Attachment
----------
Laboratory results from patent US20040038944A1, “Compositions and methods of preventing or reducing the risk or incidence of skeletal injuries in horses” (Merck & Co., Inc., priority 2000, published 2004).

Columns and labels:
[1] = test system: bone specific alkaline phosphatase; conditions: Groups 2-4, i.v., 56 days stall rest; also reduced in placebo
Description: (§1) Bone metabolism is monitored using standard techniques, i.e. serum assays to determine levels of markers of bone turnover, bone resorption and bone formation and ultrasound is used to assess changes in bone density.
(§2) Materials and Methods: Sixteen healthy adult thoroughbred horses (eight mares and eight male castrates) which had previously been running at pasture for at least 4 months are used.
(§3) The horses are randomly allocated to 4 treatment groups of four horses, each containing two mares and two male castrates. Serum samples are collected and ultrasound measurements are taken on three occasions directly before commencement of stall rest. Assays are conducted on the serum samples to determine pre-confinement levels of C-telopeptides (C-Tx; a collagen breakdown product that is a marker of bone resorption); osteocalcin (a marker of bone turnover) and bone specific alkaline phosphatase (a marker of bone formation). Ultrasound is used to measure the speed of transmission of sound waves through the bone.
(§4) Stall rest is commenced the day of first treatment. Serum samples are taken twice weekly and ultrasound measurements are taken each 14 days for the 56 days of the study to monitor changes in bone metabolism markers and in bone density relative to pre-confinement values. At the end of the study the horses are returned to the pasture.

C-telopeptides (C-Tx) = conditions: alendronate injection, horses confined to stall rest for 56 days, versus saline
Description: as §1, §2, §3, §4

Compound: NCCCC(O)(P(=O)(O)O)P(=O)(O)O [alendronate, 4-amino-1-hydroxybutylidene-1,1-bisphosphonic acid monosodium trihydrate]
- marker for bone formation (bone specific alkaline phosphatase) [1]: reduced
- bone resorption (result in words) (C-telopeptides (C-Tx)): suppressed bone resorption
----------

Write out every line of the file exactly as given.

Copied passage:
Laboratory results from patent US20040038944A1, “Compositions and methods of preventing or reducing the risk or incidence of skeletal injuries in horses” (Merck & Co., Inc., priority 2000, published 2004).

Columns and labels:
[1] = test system: bone specific alkaline phosphatase; conditions: Groups 2-4, i.v., 56 days stall rest; also reduced in placebo
Description: (§1) Bone metabolism is monitored using standard techniques, i.e. serum assays to determine levels of markers of bone turnover, bone resorption and bone formation and ultrasound is used to assess changes in bone density.
(§2) Materials and Methods: Sixteen healthy adult thoroughbred horses (eight mares and eight male castrates) which had previously been running at pasture for at least 4 months are used.
(§3) The horses are randomly allocated to 4 treatment groups of four horses, each containing two mares and two male castrates. Serum samples are collected and ultrasound measurements are taken on three occasions directly before commencement of stall rest. Assays are conducted on the serum samples to determine pre-confinement levels of C-telopeptides (C-Tx; a collagen breakdown product that is a marker of bone resorption); osteocalcin (a marker of bone turnover) and bone specific alkaline phosphatase (a marker of bone formation). Ultrasound is used to measure the speed of transmission of sound waves through the bone.
(§4) Stall rest is commenced the day of first treatment. Serum samples are taken twice weekly and ultrasound measurements are taken each 14 days for the 56 days of the study to monitor changes in bone metabolism markers and in bone density relative to pre-confinement values. At the end of the study the horses are returned to the pasture.

C-telopeptides (C-Tx) = conditions: alendronate injection, horses confined to stall rest for 56 days, versus saline
Description: as §1, §2, §3, §4

Compound: NCCCC(O)(P(=O)(O)O)P(=O)(O)O [alendronate, 4-amino-1-hydroxybutylidene-1,1-bisphosphonic acid monosodium trihydrate]
- marker for bone formation (bone specific alkaline phosphatase) [1]: reduced
- bone resorption (result in words) (C-telopeptides (C-Tx)): suppressed bone resorption